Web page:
CONGRATULATIONS 2013 GRADS!
Columbia College (Majors and Concentrators)
School of General Studies (Majors)
Barnard College (Majors, except as noted)
* Departmental Honors are awarded to Chris Ruenes for his composition "Rupt ures," written under the supervision of Brad Garton. Finalists for Departmental Honors were Emily Ostertag, Jacob Snider, and Rieko Shepherd.
Graduate School of Arts and Sciences
Congratulations to Columbia ethnomusicology PhD student Kevin Holt, who has been awarded a 2013 Predoctoral Fellowship from the Ford Foundation.
This fellowship, which provides three years of full support for doctoral research, is sponsored by the Ford Foundation and administered by the National Research Council of the National Academies. Mr. Holt's selection for this prestigious award reflects Ford Foundation's panelists’ "judgment of scholarly competence as well as the promise of future achievement as a scholar, researcher, and teacher."
Mr. Holt's doctoral research concerns youth culture and hip-hop music in Atlanta and more broadly in the US; his MA thesis was an ethnographic study of "Amateur Night at the Apollo Theater." He holds a prior MA from Columbia's Institute for Research in African-American Studies, and a BA in Music from Oberlin Conservatory.
Mr. Holt is also the third PhD student in ethnomusicology at Columbia to win support from the Ford Foundation in the past three years!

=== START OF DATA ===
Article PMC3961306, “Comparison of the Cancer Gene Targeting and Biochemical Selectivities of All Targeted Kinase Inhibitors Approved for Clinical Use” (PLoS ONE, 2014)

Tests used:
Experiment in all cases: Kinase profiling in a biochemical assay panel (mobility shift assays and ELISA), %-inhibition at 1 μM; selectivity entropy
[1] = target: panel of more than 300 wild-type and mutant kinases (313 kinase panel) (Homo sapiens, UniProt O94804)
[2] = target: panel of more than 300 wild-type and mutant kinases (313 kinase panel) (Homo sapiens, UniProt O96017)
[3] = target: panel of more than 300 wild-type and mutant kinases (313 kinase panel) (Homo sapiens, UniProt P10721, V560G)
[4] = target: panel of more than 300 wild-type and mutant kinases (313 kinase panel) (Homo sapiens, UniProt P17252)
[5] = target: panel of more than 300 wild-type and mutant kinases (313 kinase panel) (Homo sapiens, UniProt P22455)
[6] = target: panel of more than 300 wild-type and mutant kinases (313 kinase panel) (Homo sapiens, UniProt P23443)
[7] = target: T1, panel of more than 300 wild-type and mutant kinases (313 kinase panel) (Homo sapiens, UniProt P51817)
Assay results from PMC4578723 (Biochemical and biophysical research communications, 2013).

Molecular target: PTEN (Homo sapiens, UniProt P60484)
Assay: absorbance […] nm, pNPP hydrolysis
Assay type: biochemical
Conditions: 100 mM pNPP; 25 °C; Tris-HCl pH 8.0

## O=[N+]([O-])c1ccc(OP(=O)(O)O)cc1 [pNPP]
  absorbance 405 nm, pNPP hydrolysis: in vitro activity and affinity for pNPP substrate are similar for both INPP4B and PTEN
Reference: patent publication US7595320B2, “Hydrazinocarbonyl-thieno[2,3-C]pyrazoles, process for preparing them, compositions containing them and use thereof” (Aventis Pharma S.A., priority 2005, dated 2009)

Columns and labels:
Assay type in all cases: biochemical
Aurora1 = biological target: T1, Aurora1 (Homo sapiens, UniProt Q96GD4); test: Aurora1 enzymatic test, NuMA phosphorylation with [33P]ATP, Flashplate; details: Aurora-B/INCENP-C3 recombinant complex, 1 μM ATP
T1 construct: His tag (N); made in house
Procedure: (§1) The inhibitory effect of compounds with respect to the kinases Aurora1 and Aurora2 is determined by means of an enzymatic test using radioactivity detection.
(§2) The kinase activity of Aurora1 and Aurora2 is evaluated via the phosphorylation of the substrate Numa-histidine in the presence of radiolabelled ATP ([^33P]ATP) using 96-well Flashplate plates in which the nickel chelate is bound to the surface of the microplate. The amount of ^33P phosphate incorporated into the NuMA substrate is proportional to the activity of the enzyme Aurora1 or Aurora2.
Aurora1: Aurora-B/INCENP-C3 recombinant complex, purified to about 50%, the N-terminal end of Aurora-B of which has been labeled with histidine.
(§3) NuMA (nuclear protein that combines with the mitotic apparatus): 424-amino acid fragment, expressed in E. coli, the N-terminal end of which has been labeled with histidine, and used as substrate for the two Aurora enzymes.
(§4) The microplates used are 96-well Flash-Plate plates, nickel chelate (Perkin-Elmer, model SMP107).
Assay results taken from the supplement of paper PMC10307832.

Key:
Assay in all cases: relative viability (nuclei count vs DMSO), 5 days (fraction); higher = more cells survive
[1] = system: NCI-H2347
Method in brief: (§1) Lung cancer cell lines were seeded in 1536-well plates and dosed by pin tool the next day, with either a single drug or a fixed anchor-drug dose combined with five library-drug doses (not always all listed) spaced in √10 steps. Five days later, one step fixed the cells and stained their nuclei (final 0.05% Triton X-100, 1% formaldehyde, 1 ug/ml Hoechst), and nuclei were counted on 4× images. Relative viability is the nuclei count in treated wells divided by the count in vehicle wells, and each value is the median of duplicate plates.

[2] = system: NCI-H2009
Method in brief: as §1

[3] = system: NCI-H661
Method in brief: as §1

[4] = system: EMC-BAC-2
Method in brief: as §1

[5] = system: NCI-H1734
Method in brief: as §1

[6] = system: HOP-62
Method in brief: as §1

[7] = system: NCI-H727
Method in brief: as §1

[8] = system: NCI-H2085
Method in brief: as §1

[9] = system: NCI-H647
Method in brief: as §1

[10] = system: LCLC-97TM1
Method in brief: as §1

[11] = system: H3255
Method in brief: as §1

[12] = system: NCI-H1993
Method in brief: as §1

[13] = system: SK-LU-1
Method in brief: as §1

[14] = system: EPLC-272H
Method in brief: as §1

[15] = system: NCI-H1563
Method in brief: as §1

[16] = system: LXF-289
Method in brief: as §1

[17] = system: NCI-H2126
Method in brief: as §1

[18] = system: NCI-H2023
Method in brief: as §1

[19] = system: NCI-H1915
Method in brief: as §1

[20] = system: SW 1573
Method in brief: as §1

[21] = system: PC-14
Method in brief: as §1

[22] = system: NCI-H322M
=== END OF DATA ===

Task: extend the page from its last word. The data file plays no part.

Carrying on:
The Department of Music congratulates alumna Dr. Maria Sonevysky (PhD, Ethnomusicology, 2012). Dr. Sonevytsky has been appointed as Assistant Professor of Music at Bard College, beginning in 2014. Prior to taking up the position at Bard, Dr. Sonevysky will be a Postdoctoral Fellow at the Centre for European, Russian and Eurasian Studies at the University of Toronto for 2013-14.
Dr. Sonevytsky is currently a Mihaychuk Postdoctoral Research Fellow at the Harvard Ukrainian Research Institute. She received her BA degree in Music from Barnard College, and her PhD in Music (Ethnomusicology) from Columbia University. Her dissertation was entitled “Wild Music: Ideologies of Exoticism in Two Ukrainian Borderlands." The dissertation develops comparative musical-ethnographic studies of two distinct Ukrainian borderland groups, the Hutsuls of the Carpathian Mountains, and the Crimean Tatars, and examines the role of discourses of "wildness" and exoticism in Ukrainian music, culture, and politics.